Tax Fairness.........................................................................................................19

CONCLUSION.............................................................................................................21

ONTARIO FEDERATION OF LABOUR

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2016 PRE-BUDGET SUBMISSION TO THE GOVERNMENT OF ONTARIO


SUMMARY OF

RECOMMENDATIONS

The Communities We Want

1. Reverse the decision to introduce private specialty clinics to take the place of local community hospital

services.

2. Commit to increased funding for hospitals, at a rate much larger than the rate of inflation.

3. Phase in an affordable, public early learning and child care program – a program the Ontario Coalition

for Better Child care urges be based on the principles of universal entitlement, high quality and

comprehensiveness.

4. Adopt the Early Childhood Educators’ Ontario call for a comprehensive workforce strategy for the

regulated child care sector.

5. Commit to lifting Ontarians out of poverty by addressing the harmful effects on families that result

from food insecurity, lack of child care, shortages of affordable housing and increasing employment

precariousness.

6. Create a community advisory council of community, academic and labour representatives to advise on

policies to assist the government in achieving its goals for the Ontario Poverty Reduction Strategy.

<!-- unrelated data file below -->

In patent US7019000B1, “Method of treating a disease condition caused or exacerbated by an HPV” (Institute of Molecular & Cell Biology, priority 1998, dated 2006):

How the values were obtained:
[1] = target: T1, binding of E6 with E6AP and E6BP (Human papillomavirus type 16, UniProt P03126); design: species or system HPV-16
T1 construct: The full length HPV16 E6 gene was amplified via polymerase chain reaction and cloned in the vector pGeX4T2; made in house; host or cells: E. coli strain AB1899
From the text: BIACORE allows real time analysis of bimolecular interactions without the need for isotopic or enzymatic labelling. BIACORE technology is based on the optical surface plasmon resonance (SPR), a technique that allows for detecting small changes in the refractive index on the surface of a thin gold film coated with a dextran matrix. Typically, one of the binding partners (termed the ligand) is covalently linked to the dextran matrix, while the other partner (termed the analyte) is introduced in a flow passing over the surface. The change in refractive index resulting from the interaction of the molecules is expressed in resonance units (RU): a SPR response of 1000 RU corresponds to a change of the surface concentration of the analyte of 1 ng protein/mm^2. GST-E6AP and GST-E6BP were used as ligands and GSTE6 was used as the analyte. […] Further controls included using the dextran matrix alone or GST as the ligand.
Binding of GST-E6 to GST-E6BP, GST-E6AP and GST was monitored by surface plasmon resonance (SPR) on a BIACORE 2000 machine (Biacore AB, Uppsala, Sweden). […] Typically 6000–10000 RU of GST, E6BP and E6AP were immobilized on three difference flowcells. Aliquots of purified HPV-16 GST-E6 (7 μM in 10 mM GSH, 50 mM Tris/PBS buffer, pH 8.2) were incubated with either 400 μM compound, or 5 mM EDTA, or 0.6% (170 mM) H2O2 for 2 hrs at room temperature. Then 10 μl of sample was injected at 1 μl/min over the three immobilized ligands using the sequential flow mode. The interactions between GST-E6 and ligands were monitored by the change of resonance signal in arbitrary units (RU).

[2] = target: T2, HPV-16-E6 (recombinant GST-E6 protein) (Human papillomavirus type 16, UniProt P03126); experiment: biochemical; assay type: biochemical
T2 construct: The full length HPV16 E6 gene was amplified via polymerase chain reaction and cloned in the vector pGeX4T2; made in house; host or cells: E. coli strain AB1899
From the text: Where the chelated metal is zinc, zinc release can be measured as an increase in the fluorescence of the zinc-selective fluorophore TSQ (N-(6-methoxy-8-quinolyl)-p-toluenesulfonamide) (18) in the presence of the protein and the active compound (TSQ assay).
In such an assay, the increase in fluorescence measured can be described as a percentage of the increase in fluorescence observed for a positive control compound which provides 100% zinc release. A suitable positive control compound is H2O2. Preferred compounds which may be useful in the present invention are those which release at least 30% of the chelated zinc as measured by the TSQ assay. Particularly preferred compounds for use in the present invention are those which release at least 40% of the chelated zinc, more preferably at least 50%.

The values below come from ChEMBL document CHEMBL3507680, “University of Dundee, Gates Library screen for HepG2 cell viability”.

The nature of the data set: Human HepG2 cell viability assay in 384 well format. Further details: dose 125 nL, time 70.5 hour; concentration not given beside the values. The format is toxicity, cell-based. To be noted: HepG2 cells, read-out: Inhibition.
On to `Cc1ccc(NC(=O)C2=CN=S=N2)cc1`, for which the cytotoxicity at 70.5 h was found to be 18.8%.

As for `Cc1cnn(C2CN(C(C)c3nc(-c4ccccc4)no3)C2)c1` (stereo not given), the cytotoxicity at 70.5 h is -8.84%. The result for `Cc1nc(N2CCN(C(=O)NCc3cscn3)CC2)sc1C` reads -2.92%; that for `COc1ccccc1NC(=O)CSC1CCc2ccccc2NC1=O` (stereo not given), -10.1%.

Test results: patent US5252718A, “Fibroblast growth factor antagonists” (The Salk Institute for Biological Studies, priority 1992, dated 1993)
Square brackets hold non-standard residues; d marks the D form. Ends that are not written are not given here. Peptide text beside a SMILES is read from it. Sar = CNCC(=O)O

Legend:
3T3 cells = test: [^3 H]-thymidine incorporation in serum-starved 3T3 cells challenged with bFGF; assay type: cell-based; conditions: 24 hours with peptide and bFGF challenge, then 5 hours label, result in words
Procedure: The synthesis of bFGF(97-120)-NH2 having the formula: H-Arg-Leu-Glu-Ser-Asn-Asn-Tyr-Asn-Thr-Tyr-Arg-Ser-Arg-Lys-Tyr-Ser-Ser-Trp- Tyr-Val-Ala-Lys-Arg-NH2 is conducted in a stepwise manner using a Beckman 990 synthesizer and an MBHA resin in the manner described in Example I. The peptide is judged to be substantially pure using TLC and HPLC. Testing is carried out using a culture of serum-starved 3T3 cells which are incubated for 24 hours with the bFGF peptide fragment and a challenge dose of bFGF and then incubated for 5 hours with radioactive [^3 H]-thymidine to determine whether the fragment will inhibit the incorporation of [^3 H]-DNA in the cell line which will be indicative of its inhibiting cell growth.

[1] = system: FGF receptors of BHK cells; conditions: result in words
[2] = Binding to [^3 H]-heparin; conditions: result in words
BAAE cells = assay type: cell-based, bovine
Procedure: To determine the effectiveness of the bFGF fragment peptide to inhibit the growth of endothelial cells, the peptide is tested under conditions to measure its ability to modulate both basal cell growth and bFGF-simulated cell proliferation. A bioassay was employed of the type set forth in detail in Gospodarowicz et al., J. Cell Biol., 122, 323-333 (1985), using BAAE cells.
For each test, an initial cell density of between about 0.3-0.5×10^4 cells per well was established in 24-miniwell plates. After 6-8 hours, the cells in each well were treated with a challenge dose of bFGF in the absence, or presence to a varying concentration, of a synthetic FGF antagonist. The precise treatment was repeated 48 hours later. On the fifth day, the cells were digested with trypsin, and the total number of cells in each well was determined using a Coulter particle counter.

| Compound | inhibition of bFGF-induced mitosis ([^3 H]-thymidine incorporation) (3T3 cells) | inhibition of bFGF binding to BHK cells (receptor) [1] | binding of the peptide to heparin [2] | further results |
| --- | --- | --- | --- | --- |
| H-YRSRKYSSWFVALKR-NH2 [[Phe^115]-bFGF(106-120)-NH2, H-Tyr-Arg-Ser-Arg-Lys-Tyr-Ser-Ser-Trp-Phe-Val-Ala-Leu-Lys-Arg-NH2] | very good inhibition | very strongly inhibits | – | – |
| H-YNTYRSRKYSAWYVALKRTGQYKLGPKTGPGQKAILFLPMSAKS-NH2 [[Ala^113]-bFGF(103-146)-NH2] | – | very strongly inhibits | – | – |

7. Create a specific poverty reduction plan for Indigenous peoples after consultation with Indigenous

groups and leaders.

8. Increase income transfer payments to Ontario’s most vulnerable. Including a 5 percent increase in

Ontario Works and Ontario Disability Support payments, with further increases indexed to inflation.

9. Ensure the Anti-Racism Secretariat outlined in the Human Rights Code Amendment Act is assigned

adequate resources and that the mandate to advance racial justice is a prerequisite throughout Ontario.

The Jobs We Want

10. The Province should follow the lead of a number of Ontario cities and adopt a Fair Wage Policy to

ensure that the companies it does business with are not exploiting their workers.

11. Adopt a minimum wage of $15/hour to lift all workers out of poverty.

12. Adopt a comprehensive strategy to close Ontario’s Gender Pay Gap by 2025.

13. Ensure that the Ontario Retirement Pension Plan (ORPP) is modeled on the CPP, such that it is portable

and could be folded into the CPP at a later date. The ORPP must be universal and mandatory.

14. Ensure the Government of Ontario continues to work with the federal government and the provinces to

enhance the CPP, so that all workers in Canada can enjoy greater retirement security.

15. Amend the WSIA to allow gradual onset mental stress claims.

ONTARIO FEDERATION OF LABOUR

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16. Broaden the WSIB coverage to include all occupational sectors involved in Ontario’s economy.